Wednesday, November 9, 2011

The €100 Pizza

A €100 pizza?
In the centre of Naples there is a pizzeria that has two menus – one for the general public (i.e. people like you and I) and one for the political elite – deputies, senators, party leaders etc., etc, - otherwise known in Italy as the ‘Blue Car Club’ - or “uno della casta”, generally anyone who is ‘in the club’. Given the extraordinary privileges that come with being a member of the club in Italy (i.e. financial), someone decided it would be a good idea to create a special menu to be offered exclusively to members of said club. So, as a member of this de facto Members Only Club, rather than pay the usual 4 or 5 Euros for a pizza, they get to pay 100! If they would rather have a sandwich, then they get to pay €350. And if they want a coffee at the end of the meal, it will set them back €90.

But if you think these prices would cause havoc on the digestion, then think again. Sergio D’Antoni, Deputy of the Democratic Party, was the first to receive this five-star-treatment. He ordered the pizza with friarielli peppers and sausage which then set him back a nice round €100. Witnesses in the restaurant said he didn’t bat an eyelid when presented with the bill. In fact, “the pizza was good”, he said. “Maybe a bit precious, but good. And it isn’t true that it caused me indigestion”.

The special menu is part of an initiative proposed by the regional commissioner of the Green Party in Campania, Francesco Borrelli. A protest against the political fat cats who receive benefits far beyond their worth, the initiative has proven highly popular. Over 30 restaurants have already signed on, pledging to give any additional money earned from the inflated menu to charity. Segio D’Antoni, luckily, didn’t take being singled out to badly. “I think that campaigns of this type are good”, he said, “if they serve to lighten the climate in such difficult times”. I love friarielli peppers, and I’m also partial to a good Neapolitan pizza, but €100? That’s steep. If you agree, why not make your own.

Pizza with sausage and green peppers
Pizza con salsiccia e peperoni verdi

Serves 4
Preparation time: 15 minutes + resting
Cooking time: 15-20 minutes

For the dough (for 4 people)
500g plain flour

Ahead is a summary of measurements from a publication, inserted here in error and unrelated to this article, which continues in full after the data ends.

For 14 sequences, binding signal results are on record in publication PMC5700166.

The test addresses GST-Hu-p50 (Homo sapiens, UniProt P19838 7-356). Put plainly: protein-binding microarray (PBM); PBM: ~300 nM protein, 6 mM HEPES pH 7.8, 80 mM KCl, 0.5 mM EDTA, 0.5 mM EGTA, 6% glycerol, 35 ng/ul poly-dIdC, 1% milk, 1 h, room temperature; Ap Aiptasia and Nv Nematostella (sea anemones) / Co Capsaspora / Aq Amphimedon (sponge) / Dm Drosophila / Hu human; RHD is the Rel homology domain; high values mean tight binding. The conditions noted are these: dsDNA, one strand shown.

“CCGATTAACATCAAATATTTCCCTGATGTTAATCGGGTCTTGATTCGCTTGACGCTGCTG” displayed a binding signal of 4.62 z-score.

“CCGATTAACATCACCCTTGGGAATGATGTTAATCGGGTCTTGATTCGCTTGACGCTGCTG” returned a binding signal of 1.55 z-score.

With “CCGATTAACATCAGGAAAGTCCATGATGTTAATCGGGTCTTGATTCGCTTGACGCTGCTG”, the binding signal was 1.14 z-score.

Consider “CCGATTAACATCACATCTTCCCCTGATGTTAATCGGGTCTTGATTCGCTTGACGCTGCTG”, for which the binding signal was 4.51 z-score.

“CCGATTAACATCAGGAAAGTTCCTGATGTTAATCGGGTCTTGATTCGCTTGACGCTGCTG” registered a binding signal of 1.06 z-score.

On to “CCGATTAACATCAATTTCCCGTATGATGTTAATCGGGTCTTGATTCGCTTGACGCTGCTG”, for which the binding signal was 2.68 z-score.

300ml tepid water
1 teaspoon salt
20g fresh yeast

250ml smooth tomato sauce
250g mozzarella
200g Italian sausage, chopped into pieces
2 green peppers sliced
Dried oregano

Make the dough by dissolving the yeast in the water.  Place the flour and salt on a work surface, make a well in the centre and add the water and yeast.  With your fingers gradually draw the flour into the liquid and mix.  Do this a few times until the centre is soft and spongy (using about a quarter of the flour).  Now leave the central sponge to rise for 15 minutes.  Return to the dough and knead in the rest of the flour, kneading for at least 5 minutes until the dough is smooth and elastic.  Cover with a clean tea towel and leave to rise for 1-1.5 hours until doubled in size.  Knock down the dough and knead again for 1-2 minutes.  Divide the dough into four pieces and roll out into 1/2cm thick rounds ready for the topping.

Top each base with a few spoonfuls of tomato sauce. Use the back of the spoon to coat the base evenly to within 1 cm of the edge. Divide the mozzarella cheese evenly between the four pizzas and then arrange the sausage and the peppers and a good sprinkle of dried oregano. Bake in a preheated oven at 200ºC for 15-20 minutes. Remove the pizzas from the oven and serve immediately.


  1. Wow Mario - that is one expensive pizza. I think I would rather make my own, and I love pizza. The first Italian pizza I had was a thin one in the north of Italy quite a few years ago, and I have been hooked ever since. In the suburb where I grew up in Sydney, there is a shop that makes really tasty pizzas. Their pizza vegetariana is a show stopper! I know, I had one in August.

  2. I know what you mean Cathy. As much as I love pizza, that's stretching it. I'm curious: How does Australian pizza compare with Italy's?

  3. Hello from Ibiza Spain

    Nice blog


  4. When I was growing up there was a big chain of pizza restaurants that did such things as ham and pineapple pizza, and people went and ate in restaurants more. Now takeaway is more convenient and popular. At one takeaway place they do a crust stuffed with cheese! Given the number of Italians who are in Australia now, I think this has made pizza more popular, and the shop I refer to above does thin pizzas, although there are more diverse toppings than you find here (some pizzas are loaded with stuff). Living in Italy has made my tastes change, and I now like fewer toppings. Sometimes I am quite happy with a pizza margherita.

  5. I know what you mean Cathy. Italians have a way of simplifying food and a margherita is great at times! Although I do like adding a few anchovies occasionally to spice things up a bit!